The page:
Iran may strike if sites threatened

Iranian Defence Minister Ali Shamkhani has warned that Iran might launch a pre-emptive strike to prevent an attack on its nuclear facilities.

    Iran says it will strike Dimona if Israel attacks its N-facilities

    He said this in an interview with Aljazeera TV on Wednesday.

     

    "We will not sit (with arms folded) to wait for what others will do to us. Some military commanders in Iran are convinced that preventive operations which the Americans talk about are not their monopoly," Shamkhani said when asked about the possibility of a US or Israeli strike against Iran's nuclear facilities.

     

    "America is not the only one present in the region. We are also present, from Khost to Kandahar in Afghanistan; we are present in the Gulf and we can be present in Iraq," said Shamkhani.

     

    Earlier, the Iranian press reported a commander of the elite Revolutionary Guards as saying Iran will strike the Israeli reactor at Dimona if Israel attacks the Islamic republic's nuclear facilities.

     

    "If Israel fires one missile at Bushehr atomic power plant, it should permanently forget about Dimona nuclear centre, where it produces and keeps its nuclear weapons, and Israel would be responsible for the terrifying consequence of this move," General Muhammad Baqir Zolqadr warned.

     

    The minister's and the general's comments mark an escalation in an exchange of threats between Israel and Iran in recent weeks, leading to speculation that there may be a repeat of Israel's strike against Iraqi nuclear facilities at Osirak in 1981.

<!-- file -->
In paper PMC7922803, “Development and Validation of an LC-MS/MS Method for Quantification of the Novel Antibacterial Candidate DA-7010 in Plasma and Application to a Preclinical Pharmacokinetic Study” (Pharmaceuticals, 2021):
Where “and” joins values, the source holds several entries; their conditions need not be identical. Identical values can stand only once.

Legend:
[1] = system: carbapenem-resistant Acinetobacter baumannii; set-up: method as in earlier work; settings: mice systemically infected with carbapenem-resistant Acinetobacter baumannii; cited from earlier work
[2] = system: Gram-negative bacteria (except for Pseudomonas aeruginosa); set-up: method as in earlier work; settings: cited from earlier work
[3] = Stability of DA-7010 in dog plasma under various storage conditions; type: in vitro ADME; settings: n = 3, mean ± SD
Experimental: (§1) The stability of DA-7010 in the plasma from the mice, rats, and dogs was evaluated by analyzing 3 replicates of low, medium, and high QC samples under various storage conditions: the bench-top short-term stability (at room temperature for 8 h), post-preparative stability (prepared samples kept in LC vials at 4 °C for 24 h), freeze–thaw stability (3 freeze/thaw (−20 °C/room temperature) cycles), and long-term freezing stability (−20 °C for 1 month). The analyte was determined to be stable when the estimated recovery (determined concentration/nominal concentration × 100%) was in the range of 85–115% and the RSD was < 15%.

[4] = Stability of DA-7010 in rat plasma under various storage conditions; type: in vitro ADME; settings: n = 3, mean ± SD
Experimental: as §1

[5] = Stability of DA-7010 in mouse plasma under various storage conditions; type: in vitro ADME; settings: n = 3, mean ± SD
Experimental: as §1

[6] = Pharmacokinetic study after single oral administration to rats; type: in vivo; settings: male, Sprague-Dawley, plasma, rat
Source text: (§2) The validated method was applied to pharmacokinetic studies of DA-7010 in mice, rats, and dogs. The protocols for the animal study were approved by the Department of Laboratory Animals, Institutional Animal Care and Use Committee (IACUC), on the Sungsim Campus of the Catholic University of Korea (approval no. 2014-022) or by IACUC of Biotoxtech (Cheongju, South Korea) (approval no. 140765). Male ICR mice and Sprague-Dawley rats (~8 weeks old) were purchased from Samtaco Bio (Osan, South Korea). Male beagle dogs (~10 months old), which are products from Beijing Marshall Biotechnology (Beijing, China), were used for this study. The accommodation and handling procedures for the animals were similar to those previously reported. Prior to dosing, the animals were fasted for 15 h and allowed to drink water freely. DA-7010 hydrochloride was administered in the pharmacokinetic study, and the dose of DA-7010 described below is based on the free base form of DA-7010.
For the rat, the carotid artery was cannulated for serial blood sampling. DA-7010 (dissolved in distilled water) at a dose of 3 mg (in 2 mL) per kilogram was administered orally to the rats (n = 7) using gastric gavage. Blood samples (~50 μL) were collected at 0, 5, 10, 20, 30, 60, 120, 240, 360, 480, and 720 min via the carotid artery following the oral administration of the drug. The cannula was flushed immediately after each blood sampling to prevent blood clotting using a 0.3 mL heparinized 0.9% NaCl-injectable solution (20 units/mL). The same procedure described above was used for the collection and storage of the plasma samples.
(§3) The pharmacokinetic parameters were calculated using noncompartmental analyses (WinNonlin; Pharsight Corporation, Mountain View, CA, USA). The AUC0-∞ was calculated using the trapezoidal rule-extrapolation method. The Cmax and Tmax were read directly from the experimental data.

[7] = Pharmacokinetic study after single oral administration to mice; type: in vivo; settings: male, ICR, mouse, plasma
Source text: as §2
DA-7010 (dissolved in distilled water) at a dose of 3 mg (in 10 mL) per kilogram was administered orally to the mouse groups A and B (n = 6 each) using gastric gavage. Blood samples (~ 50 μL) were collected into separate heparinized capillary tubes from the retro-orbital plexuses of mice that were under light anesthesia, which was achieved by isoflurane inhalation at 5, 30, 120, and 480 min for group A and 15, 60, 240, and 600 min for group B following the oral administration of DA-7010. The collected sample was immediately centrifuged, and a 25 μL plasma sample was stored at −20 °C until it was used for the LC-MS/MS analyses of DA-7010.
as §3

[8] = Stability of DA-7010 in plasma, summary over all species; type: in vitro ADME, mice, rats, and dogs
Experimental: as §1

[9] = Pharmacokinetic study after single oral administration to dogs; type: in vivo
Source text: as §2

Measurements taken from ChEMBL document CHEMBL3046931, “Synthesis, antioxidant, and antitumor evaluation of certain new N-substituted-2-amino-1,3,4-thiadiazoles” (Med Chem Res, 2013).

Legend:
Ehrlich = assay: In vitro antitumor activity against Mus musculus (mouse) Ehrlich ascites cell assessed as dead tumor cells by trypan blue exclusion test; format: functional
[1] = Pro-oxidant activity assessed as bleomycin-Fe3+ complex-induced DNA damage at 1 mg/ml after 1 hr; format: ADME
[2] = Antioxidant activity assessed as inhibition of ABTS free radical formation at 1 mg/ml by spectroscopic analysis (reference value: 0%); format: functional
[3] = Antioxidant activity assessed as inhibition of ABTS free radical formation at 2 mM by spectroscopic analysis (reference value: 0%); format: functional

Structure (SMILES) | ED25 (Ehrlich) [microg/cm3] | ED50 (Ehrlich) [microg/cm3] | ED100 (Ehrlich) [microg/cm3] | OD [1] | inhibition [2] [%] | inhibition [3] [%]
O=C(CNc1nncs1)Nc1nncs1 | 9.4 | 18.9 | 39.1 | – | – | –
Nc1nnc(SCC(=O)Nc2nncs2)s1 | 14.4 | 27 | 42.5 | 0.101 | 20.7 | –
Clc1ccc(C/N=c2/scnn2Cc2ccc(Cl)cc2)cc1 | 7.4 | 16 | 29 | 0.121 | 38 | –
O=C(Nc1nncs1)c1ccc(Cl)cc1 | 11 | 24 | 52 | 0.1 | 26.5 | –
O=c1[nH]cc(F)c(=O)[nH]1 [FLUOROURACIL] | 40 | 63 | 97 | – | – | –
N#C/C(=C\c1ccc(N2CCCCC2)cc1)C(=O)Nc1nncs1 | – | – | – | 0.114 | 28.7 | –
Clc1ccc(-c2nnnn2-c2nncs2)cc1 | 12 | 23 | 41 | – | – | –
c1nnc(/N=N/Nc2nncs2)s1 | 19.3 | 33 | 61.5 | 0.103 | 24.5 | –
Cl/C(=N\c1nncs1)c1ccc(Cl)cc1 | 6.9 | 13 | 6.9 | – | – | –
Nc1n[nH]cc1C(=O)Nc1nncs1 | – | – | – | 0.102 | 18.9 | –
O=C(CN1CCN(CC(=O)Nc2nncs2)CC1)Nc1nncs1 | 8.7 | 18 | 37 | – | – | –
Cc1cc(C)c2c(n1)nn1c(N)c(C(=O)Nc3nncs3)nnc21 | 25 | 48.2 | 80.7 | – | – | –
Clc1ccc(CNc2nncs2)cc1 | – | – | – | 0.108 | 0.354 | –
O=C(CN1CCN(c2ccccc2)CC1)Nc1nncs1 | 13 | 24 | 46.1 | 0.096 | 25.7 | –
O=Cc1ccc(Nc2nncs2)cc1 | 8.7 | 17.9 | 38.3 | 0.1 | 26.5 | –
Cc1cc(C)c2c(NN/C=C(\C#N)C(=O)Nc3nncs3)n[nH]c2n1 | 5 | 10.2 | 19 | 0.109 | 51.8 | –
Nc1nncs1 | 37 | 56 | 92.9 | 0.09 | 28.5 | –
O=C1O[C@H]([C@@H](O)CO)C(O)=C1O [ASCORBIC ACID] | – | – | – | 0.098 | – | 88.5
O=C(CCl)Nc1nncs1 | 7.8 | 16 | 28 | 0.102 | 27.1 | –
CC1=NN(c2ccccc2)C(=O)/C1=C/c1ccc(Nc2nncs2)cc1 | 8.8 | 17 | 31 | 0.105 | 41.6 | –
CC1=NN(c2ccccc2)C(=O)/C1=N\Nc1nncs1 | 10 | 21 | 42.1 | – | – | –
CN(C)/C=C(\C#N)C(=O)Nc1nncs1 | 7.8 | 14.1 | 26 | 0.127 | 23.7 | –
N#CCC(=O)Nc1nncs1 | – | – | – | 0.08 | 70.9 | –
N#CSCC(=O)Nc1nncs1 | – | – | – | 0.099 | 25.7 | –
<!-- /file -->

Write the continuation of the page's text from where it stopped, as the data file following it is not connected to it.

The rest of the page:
Iran's attempt to generate nuclear power at its plant being built at Bushehr is seen by arch-enemies Israel and the United States as a cover for nuclear weapons development.

     

    But Iran insists that its nuclear intentions are peaceful, while pointing at its enemy's alleged nuclear arsenal, which Israel neither confirms nor denies possessing. 

      

    Israel within range

    Dimona, in the Negev desert, is allegedly where Israel produces weapons-grade plutonium for its estimated 200 nuclear warheads. 

     

    Iran says its nuclear programme
     is used to generate electricity

    Revolutionary Guard chief Yad Allah Javani warned on Sunday that "the entire Zionist territory including its nuclear establishments and atomic munitions are now within the range of Iran's advanced missiles".

     

    The statement came a few days after the Islamic republic conducted what it called a successful test of an upgraded version of its conventional medium-range Shahab-3 missile.

      

    The missile is considered the mainstay of Iran's military technology and portrayed as defensive and dissuasive, but also specifically as a weapon against Israel.

     

    Threats dismissed

      

    The Revolutionary Guards, or Sepah-e Pasdaran, to whom the Shahab-3 has been entrusted, exist in parallel to the regular armed forces. They are well equipped and have a navy and air force as well as ground troops.

      

    "Israel is not capable of attacking Iran and its threats are only propaganda"

    Muhammad Baqer Zolqadr,
    Revolutionary Guards chief 

    Zolqadr, however, considered that "given the internal crises in the Zionist regime and its military, security and geographical vulnerability, Israel is not capable of attacking Iran and its threats are only propaganda".

      

    The threats, said General Zolqadr, were intended to deprive Iran of its "indisputable right" to nuclear technology for peaceful ends.

      

    Israel in July tested an improved version of its Arrow II anti-missile system, aimed squarely at fending off any attack by Iran.

    SOURCE: AFP


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